Russian exports to the United Kingdom increased by 20.7 percent in January and February, and accounted for US$1.16 billion, whereas imports from the United Kingdom rose by 27.9 percent, and amounted to US$515 billion. In 2016, the volume of trade between the countries fell by 7.3 percent compared to 2015, with the export and imports dropping by 7.1 and 7.8 percent, respectively.
The Russian Trade Mission to the United Kingdom has seen a noticeable increase in trade between the two countries over the course of this year, as Russia’s Trade Envoy Boris Abramov said last week.

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Russia Considers Bridge/Tunnel Connection To Sakhalin Island

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sea_of_japan_map_enRussian authorities are discussing the possibility of constructing a bridge to Sakhalin Island, with estimated costs amounting to about US$5 billion. Russian President Vladimir Putin said during his annual “Direct Line” Q&A session yesterday that “Such ideas existed as long ago as in 1930s-1950s, and even respective plans were developed. But those plans were never implemented. We are currently working on revival of those plans and considering the issue. There were ideas, and we are currently considering them as well, to build a tunnel instead of a bridge, which is possible too,” Putin said, before adding that the decision had not yet been finalized.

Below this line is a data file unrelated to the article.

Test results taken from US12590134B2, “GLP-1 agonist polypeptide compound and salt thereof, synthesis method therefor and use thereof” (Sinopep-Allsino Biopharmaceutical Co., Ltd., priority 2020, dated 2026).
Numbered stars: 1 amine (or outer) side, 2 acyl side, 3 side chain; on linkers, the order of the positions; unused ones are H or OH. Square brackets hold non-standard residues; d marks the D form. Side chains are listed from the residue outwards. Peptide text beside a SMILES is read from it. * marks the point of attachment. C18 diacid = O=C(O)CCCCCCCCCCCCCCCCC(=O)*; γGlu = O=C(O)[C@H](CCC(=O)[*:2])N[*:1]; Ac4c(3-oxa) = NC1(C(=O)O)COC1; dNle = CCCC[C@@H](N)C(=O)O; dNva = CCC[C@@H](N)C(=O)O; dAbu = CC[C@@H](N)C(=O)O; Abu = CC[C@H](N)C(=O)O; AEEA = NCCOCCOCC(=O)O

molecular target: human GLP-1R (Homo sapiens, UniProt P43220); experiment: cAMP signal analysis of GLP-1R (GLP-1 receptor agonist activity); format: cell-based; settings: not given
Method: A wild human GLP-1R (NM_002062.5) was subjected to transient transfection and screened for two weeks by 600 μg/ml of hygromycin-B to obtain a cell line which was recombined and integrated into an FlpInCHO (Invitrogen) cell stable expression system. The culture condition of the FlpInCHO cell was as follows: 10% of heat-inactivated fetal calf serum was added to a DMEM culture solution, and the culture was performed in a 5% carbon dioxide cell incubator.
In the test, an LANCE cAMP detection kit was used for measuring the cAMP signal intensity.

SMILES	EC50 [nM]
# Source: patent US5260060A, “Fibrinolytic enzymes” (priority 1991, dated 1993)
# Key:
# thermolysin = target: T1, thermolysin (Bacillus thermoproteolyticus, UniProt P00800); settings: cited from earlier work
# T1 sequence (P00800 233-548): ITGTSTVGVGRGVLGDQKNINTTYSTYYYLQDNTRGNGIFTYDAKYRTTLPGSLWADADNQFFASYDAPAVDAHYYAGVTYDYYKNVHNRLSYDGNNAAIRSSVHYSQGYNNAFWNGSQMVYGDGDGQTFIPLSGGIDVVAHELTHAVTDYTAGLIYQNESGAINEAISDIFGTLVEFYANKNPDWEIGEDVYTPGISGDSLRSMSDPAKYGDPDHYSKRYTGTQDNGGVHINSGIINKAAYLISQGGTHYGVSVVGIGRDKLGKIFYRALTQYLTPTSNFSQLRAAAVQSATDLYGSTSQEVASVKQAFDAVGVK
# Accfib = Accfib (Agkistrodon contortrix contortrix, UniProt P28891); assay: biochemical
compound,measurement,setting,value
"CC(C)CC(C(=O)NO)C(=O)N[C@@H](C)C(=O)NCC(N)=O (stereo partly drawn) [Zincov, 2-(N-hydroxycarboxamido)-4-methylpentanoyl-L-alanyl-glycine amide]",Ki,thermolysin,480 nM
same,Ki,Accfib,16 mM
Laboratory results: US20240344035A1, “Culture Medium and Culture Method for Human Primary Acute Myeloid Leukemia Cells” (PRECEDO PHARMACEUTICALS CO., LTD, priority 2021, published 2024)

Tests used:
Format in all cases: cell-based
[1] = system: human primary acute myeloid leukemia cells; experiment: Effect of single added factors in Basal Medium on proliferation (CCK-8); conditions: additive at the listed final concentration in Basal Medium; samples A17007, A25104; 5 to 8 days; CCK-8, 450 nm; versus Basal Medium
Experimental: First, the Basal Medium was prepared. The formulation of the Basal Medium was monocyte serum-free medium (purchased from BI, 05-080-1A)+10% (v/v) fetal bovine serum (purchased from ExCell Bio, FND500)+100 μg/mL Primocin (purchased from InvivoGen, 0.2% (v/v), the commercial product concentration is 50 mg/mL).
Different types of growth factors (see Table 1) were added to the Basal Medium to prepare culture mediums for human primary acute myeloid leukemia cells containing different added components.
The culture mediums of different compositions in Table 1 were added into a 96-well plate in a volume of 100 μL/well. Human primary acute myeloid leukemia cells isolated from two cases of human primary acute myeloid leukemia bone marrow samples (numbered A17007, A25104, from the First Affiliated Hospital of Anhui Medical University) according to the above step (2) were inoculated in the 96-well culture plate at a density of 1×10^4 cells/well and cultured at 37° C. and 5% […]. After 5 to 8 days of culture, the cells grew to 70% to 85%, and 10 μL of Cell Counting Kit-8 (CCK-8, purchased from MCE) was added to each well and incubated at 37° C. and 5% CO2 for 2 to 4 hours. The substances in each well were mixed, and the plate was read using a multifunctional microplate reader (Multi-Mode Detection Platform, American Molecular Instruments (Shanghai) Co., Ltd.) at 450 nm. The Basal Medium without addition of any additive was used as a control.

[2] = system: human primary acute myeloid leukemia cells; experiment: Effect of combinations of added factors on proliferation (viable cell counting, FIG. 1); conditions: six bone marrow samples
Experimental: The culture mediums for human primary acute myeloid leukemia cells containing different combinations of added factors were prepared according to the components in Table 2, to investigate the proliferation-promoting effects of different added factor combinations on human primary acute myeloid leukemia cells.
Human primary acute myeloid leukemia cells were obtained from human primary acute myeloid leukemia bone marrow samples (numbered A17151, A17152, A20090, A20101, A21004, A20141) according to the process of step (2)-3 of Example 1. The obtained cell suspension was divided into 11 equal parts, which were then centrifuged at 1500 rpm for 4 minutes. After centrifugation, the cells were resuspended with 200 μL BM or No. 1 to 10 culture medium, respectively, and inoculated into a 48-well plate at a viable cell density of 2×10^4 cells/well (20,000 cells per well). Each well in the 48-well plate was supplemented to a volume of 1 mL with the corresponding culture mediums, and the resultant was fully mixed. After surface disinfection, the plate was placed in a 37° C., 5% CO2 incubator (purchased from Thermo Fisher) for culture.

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Russian Domestic Auto Sales Up 15%

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russian_car_artSigns of a mini boom in Russia are growing as domestic auto sales increased for the third straight month.
Sales for May were up 14.7 percent compared to May 2016, reaching 124,900 vehicles, according to the Association of European Businesses.

May is the third consecutive month with rapid growth in auto sales, with 129,400 cars sold in April (up 6.9 percent) and 137,800 cars in March (up 9.4 percent). According to AEB, almost all brands, with the exception of UAZ, Lexus, Audi, and Datsun, enjoyed strong growth. AEB representatives told Russian media that the figures indicate an acceleration of the automotive market’s recovery.